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Aviation Words — Zeppelin

By Ian Brown, Editor

October 2019 - You're probably familiar with what a Zeppelin was: a rigid, lighter-than-air vessel. It was named after German Count Ferdinand von Zeppelin, who was a leader in the field around the start of the 20th century. Patents were approved in Germany in 1895 and in the United States in 1899.

Zeppelins were the first airliners to carry scheduled passengers. As heavier-than-air aircraft were just in their infancy, Zeppelins had already carried more than 10,000 fare-paying passengers. They were used in the First World War as bombers over the United Kingdom, killing an estimated 500 people.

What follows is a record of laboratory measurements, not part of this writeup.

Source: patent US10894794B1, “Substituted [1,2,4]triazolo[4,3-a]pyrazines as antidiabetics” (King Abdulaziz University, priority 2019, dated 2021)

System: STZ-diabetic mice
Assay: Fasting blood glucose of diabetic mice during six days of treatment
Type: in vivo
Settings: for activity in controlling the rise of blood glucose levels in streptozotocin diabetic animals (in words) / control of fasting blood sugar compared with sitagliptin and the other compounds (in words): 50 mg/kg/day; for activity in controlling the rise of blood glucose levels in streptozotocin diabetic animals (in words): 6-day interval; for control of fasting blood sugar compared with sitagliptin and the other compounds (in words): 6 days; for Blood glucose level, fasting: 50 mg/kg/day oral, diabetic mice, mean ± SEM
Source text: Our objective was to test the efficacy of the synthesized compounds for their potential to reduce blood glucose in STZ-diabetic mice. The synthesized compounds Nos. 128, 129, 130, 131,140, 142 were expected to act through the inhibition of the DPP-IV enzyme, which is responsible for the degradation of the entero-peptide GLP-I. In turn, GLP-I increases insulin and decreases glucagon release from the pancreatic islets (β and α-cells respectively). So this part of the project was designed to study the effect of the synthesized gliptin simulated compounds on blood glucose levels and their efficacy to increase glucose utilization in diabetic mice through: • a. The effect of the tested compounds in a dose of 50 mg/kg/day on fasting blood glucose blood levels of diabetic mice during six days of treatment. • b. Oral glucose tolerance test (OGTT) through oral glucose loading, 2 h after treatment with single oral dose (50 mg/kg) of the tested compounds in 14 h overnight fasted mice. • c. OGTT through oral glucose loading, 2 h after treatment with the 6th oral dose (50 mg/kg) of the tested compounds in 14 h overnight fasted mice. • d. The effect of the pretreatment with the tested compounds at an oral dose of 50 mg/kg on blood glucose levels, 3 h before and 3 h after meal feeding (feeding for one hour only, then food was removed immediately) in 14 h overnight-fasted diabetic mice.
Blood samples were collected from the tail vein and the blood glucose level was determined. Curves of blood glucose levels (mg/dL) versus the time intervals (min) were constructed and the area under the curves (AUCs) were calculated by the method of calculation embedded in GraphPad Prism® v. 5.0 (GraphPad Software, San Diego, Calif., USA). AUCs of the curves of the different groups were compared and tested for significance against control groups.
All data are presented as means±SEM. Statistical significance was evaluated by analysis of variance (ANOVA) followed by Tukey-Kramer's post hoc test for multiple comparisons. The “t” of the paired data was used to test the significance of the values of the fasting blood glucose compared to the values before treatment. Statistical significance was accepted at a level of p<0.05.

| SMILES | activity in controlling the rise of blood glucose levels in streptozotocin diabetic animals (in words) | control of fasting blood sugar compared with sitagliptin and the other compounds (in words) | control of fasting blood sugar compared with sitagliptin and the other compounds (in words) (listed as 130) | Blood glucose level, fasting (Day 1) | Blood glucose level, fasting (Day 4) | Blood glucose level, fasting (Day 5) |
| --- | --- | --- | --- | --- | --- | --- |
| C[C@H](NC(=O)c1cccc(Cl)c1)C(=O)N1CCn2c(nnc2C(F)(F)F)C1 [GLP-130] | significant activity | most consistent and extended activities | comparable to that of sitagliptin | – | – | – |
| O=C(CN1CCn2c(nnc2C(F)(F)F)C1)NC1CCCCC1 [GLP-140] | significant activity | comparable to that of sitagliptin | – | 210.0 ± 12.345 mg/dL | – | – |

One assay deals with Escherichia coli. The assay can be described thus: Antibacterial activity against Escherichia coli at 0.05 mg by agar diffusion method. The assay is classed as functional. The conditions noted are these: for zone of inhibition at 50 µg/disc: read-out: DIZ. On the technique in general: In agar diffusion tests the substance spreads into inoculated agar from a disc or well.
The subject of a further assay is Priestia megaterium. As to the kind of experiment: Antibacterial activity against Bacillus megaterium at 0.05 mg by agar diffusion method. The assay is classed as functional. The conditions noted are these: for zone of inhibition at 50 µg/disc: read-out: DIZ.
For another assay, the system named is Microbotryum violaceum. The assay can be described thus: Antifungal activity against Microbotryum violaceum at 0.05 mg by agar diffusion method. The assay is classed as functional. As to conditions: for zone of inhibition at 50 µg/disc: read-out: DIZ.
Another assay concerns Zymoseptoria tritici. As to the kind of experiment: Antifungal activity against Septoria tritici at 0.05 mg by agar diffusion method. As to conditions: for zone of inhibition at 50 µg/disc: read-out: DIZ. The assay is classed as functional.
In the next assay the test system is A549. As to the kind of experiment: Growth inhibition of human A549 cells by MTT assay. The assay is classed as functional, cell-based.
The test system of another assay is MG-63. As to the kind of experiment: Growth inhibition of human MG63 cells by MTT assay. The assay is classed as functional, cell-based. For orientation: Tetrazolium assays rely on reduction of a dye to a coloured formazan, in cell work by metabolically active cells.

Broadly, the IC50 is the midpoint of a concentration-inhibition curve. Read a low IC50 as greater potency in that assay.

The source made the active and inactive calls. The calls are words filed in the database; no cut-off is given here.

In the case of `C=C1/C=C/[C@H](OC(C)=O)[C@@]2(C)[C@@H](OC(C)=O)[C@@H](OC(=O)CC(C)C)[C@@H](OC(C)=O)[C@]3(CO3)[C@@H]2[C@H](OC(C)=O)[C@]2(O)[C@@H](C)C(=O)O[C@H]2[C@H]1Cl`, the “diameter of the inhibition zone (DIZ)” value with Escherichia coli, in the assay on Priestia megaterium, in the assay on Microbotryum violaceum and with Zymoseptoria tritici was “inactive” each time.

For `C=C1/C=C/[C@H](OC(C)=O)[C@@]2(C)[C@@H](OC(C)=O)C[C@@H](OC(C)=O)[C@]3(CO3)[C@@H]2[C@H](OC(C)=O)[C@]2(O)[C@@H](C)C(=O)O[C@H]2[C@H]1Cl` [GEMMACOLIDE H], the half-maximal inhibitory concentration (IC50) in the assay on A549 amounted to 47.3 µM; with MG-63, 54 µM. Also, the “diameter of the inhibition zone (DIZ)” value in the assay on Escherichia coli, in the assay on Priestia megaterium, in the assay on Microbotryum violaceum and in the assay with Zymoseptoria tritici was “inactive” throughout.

That famous picture of the Hindenburg disaster as its hydrogen lifting gas erupts into flames.

The famous Hindenburg disaster in 1937 pretty much put an end to hydrogen-filled airships. Since the world’s supply of helium was only found in the United States, it was decided not to sell any to Germany.

And yes, I chose this month's aviation word because it's at the very end of the alphabetical list!

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